The Three-dimensional State
After nearly three decades ofsearching for general theories ofpolitical development, most Western and Western-influenced scholars still have not abandoned their preoccupation with studying the causal relationships between democracy and socio-economic development, thus maintaining the fundamental assumption that political development is essentially a two-dimensional phenomenon. This is evident, for example, in a recent major work on democracy in. developing countries, where one of the editors, a prominent political scientist, wrote in his introduction to the volume:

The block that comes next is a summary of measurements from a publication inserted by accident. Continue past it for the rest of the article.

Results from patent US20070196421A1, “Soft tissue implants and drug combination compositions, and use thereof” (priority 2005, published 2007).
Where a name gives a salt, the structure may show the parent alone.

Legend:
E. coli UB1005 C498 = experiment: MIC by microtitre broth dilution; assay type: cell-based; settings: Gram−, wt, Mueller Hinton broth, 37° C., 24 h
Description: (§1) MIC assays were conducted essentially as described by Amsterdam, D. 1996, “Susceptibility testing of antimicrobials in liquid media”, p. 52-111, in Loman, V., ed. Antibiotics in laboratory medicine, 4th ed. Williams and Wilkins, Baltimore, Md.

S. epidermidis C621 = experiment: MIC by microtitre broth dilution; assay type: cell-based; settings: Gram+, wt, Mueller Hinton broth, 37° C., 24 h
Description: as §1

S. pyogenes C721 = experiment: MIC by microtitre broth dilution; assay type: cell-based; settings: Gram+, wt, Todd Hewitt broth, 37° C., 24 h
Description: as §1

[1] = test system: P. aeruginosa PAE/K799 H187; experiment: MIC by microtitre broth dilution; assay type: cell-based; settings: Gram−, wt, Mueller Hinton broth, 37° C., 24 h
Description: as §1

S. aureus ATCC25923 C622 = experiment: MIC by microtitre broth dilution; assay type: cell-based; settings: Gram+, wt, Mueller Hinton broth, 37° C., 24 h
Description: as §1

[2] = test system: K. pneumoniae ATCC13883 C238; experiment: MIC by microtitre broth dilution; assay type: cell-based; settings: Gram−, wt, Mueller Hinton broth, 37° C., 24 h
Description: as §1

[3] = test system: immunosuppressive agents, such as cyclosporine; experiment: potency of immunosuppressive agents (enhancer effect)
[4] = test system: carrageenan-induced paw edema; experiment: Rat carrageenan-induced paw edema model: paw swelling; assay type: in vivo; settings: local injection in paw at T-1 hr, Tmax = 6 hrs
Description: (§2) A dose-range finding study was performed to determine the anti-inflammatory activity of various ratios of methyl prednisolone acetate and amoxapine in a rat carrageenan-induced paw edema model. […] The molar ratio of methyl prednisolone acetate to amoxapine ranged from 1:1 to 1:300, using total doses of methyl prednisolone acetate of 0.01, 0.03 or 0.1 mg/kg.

This preoccupation reflects a certain poverty of ideas in Western political science. This in turn is rooted in its epistemology, which is essentially based on Aristotelian concept of politics, and rendered more permanent by the influence of the positivist behavioural scientists of the 1960s, who incorporated structural-functionalism into the study of comparative politics.